Laura, I've just entered this one as my first ultra (albeit off the back of marathon training). I'd agree that you should be fine doing this on the basis of your other endurance training - just increase the long runs slowly, not necessarily following a particular plan. I suspect that you'll be fine to do it in under 11 hours, whilst leaving scope for improvement if you run another one some months (or a year or two) later.
I also live in Oxford so might be interested in joining you for the occassional long run. However, as I have childcare issues, I often set off for runs (even at weekends) before 5am and I know that most people wouldn't like to do that!
laura im agreeing with Debs on this one-although you have good base to build on i think trying to ramp up the miles in time for TT may be too much too soon. TT is barely into Feb so id say you need to be confident that you can do the mileage by Jan really in time to taper for 2 weeks perhaps .
added to that , not only are you having to deal with the mileage but getting used to carrying kit,and refuelling yourself whilst on the run. all these take practise and time. similar to Debs id only done as far as HM distance this time last year then first ultra was 35miles (may) and 50miler was August. may be less pressure on yourself to do a 30/35 miler first then leave the 50 for better weather and spring time maybe. there are plenty out there to choose from
So there you have it Laura.
As you can see there are mixed opinions here! Maybe the forum should vote on whether you should go for it or not?
laura, im just outside of Oxford towards Bicester and i know where Port Meadow is
Lemony, i have a daughter so have the same childcare/juggling training,work issues too and i DO like early runs!! last winter i was up and setting off as it was barely light for my LSRs-so if you need another female to join you or to make dark runs easier let me know! i plan on doing night runs/in dark now too, are you planning any?
Lirish is right: we're all talking from our own experience, or the experiences of other people we know. We don't know your present fitness level, nor how fast you can ramp up mileage. You clearly have a good fitness base, so go for it if you want! Or find a shorter spring ultra and a 50-miler later in the year.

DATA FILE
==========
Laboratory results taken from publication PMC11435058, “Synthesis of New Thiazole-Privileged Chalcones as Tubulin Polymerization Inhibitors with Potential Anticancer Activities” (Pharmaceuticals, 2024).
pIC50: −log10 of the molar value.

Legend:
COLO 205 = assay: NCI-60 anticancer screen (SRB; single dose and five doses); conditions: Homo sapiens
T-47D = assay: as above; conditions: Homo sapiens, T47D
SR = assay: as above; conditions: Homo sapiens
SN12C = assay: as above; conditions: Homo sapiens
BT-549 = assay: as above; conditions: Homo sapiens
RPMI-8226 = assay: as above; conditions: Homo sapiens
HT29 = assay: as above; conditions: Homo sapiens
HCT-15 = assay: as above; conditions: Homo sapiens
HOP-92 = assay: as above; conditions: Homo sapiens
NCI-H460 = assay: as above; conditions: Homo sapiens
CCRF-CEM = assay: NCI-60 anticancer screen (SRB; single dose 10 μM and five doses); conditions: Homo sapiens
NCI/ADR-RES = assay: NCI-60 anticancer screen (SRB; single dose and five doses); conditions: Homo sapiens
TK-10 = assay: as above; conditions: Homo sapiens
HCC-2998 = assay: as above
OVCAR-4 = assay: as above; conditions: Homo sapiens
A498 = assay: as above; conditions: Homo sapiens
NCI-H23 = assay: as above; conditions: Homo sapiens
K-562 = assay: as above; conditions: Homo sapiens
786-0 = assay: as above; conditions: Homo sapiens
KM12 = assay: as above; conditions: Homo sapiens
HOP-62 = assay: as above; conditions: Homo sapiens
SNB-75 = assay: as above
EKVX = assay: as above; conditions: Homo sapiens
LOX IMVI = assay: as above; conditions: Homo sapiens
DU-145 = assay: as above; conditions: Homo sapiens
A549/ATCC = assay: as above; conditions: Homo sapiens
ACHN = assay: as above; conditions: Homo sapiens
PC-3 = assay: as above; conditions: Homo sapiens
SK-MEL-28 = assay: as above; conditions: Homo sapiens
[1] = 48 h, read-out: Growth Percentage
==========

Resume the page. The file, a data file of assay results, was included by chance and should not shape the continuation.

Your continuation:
Just do it...
laura watson 10 wrote (see) But i want a challenge, and havent yet found something big and juicy for 2013. Running the whole 180 miles thames path in a week maybe??
laura watson 10 wrote (see)
But i want a challenge, and havent yet found something big and juicy for 2013. Running the whole 180 miles thames path in a week maybe??
Please don't do this! Britain is full of wonderful, varied trails you could spend a week running - the Thames Path isn't one of them! Seriously, it's so boring. I tried to tell this to my friend earlier in the year but he wouldn't listen and did it anyway, now he agrees!
If you're unsure whether you are ready then the good thing about the Thames path is it's incredibly easy to do self supported runs on it. From Oxford to Henley you have many shops for food at Abingdon, Wallingford, Goring and Reading. Locks are regularly spaced 5-10 miles apart and pretty much all have a tap you can use to fill bottles, toilets, and some even have cafes too.
loulabell and lemony i like getting the runs in early as poss too, also have 2 kids and like to see the family on weekends... at the moment am running 630 to 730 most mornings, getting back in time to get me and everyone sorted for school etc.. almost entirely in the dark...it does make for towny tarmac runs though as i havent been brave enough to get out on a trail/unlit paths yet, especially alone. It just doesnt feel smart, that. So we are all jugglers! whats the best way for us to coordinate? i am away the next 2 weekends but then back -
shawk, thats a good point about the thames path perhaps i should look further afield like the coast to coast or the new wales coastal path....
i know cycling isnt the same as running but will test my fitness with a mega bike ride on saturday if the weather holds and if that feels easy then i will just do it i think. I may be last!
Evening all. Good to see people talking about TT, I think I'll be doing it. I'm behind on the schedule as well, also having maxed at 13 milers recently, but managed a 20 miler a few days ago which felt ok, and suspect (provided the injuries stay away) it will be do-able. "Just do it" seems like a plan
Visit the official Runner's World page
Follow Runner's World on Twitter
Other Natmag-Rodale Sites
Run For Charity
About Runner's World
Runner's World is a publication of Hearst Magazines UK which is the trading name of The National Magazine Company Ltd, 72 Broadwick Street, London, W1F 9EP. Registered in England 112955. All rights reserved.
Website powered by: Immediate Media Company Limited. | © Runner's World 2002-2013 |